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How COVID-19 boosted augmented reality and virtual reality in manufacturing

Sept. 9, 2022
Three success factors: affordability, accessibility and bandwidth.

By Ryan Condon, head of content at Comparesoft 

Before 2020, the use of augmented reality (AR) and virtual reality (VR) technologies in business was steadily growing. AR and VR were listed as the top technologies consumers are seeking to assist them in their daily lives by a 2019 Neilsen global survey. There was a combined 94.3 million users in the US alone in 2018 and global spending on mixed reality technologies was forecasted to reach $160 billion by 2023, mainly in sectors like consumer, manufacturing, retail and healthcare.

But in March 2020, the world shut down. COVID-19 affected almost everything and everyone, from the way businesses operate to how we went about our daily lives. There was one area, however, that not only avoided being caught in the global downfall but that actively thrived—the adoption of augmented-reality and virtual-reality technologies. 

More businesses explored the idea of using AR and VR tech in a socially distanced environment. This led to a dramatic increase in both forecasted global spending and AR/VR adoption rates. But how else has COVID-19 impacted the use of VR & AR in business? 

Three industries to benefit from immersive-reality technology 

Arts & entertainment: This was an industry that suffered from the drop in footfall traffic between 2020 and 2021. To combat that, museums opened up their doors to anyone with a VR headset. This enabled visitors to experience the British Museum or Paris’s Louvre in their own homes. 

Healthcare: Social distancing protocols and a lack of staff hindered training for some healthcare professionals. But, thanks to mixed-reality tech, facilities were able to still provide the training required for nurses and doctors. Staff could use virtual reality training to immerse themselves in procedures such as neurosurgery.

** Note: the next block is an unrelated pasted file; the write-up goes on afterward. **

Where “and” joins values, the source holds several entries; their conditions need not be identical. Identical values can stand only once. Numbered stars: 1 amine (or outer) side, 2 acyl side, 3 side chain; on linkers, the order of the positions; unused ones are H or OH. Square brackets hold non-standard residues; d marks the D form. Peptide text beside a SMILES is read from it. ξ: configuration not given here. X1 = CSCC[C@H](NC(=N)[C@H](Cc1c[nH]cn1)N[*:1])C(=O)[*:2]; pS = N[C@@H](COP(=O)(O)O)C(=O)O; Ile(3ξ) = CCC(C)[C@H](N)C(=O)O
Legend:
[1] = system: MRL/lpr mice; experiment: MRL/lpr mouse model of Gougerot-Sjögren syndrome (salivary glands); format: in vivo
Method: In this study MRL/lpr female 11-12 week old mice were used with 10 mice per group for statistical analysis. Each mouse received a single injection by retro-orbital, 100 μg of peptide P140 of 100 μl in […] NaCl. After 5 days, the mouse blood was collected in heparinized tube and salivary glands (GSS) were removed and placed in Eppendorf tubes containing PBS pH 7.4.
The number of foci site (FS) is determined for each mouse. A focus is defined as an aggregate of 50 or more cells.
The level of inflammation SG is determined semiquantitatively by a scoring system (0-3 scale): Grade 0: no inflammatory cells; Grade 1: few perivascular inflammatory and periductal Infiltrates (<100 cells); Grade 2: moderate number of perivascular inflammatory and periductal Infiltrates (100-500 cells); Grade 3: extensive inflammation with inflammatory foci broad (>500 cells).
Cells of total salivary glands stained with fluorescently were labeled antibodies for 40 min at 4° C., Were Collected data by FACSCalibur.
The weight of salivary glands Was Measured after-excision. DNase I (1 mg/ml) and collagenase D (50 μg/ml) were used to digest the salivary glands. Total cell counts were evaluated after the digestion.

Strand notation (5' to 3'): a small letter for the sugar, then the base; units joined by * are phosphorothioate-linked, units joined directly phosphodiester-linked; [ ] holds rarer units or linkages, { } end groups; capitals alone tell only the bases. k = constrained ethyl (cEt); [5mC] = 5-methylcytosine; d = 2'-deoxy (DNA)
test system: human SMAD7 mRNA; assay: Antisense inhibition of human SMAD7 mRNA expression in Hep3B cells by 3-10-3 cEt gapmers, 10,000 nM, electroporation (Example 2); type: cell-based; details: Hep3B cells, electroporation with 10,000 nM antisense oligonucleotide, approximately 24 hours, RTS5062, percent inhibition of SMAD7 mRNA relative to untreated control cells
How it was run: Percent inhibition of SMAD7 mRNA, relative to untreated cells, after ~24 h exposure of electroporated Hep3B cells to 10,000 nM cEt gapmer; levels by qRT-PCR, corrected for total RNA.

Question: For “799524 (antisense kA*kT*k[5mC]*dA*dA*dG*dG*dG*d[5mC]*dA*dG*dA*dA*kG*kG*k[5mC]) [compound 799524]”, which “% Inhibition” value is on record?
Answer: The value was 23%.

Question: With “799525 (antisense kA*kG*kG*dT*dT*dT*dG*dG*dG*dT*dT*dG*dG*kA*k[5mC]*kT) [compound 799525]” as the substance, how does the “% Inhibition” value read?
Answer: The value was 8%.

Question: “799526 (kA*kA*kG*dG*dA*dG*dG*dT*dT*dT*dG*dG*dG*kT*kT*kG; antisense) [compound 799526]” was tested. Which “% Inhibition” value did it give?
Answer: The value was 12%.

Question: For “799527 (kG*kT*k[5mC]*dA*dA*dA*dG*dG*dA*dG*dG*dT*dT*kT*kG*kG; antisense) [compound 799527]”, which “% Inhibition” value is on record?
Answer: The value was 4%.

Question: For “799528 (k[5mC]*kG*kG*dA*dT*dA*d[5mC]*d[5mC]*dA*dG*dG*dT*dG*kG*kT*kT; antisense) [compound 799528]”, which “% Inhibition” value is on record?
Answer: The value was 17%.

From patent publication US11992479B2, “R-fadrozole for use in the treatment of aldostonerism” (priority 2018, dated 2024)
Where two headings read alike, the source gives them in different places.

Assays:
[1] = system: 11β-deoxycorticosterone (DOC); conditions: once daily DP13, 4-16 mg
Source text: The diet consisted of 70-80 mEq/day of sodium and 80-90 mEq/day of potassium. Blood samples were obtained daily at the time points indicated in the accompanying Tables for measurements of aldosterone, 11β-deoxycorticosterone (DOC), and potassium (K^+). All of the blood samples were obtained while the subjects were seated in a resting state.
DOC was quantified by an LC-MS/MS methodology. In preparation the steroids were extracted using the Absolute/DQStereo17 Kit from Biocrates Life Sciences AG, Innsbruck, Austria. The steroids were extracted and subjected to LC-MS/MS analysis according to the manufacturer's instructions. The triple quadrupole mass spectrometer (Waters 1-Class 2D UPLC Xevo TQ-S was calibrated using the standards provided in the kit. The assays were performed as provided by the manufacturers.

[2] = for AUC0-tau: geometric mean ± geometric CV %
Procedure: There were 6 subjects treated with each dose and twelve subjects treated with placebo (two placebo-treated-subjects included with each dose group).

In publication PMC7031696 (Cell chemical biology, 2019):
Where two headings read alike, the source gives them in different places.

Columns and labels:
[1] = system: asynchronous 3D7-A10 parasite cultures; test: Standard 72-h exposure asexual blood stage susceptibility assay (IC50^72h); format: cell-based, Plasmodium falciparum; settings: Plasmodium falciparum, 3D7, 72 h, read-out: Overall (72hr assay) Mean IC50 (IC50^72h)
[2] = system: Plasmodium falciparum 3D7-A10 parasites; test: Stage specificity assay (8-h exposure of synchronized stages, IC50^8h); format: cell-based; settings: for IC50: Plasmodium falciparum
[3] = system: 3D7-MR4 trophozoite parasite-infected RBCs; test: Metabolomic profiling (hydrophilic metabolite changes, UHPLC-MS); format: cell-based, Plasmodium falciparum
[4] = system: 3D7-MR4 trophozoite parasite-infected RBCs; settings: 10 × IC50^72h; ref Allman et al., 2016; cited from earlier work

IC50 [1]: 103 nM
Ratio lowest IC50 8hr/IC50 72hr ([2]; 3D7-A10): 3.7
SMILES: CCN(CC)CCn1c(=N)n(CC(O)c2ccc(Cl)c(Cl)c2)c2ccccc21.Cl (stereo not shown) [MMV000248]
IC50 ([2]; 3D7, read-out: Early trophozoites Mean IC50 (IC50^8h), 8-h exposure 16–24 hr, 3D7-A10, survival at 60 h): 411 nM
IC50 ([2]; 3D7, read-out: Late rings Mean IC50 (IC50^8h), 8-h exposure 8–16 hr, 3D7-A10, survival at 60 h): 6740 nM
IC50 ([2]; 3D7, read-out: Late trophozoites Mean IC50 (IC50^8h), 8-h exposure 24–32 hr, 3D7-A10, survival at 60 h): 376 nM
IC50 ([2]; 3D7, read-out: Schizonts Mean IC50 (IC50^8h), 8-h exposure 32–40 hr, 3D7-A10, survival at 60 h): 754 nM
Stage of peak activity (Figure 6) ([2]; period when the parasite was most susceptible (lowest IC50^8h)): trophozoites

Field services: AR and VR technologies allowed businesses to provide complete field assistance for their technicians and engineers. Field workers could immerse themselves in real-life scenarios, including infrastructure and machine repair, by combining immersive tech with IoT sensors and real-time data.  

Risks still associated with AR & VR adoption 

Before getting carried away with the idea of a mixed reality working world, remember that AR and VR pose risks similar to that of other technologies. These include online safety and security, data protection, and virtual harassment…to name a few. 

But there is one risk that can negatively impact immersive reality adoption rates; available bandwidth. Without the right infrastructure, such as 5G access and large data collection capabilities, immersive technology will be limited. This could create an even greater technological poverty gap between those that have the infrastructure to use immersive tech and those that don’t. 

How far can immersive technology go? 

Augmented-reality and virtual-reality technologies play a significant role among manufacturers and will continue to do so for many years to come. Ultimately, three areas will enable the use of immersive tech in business to either succeed or fail—affordability, accessibility and bandwidth.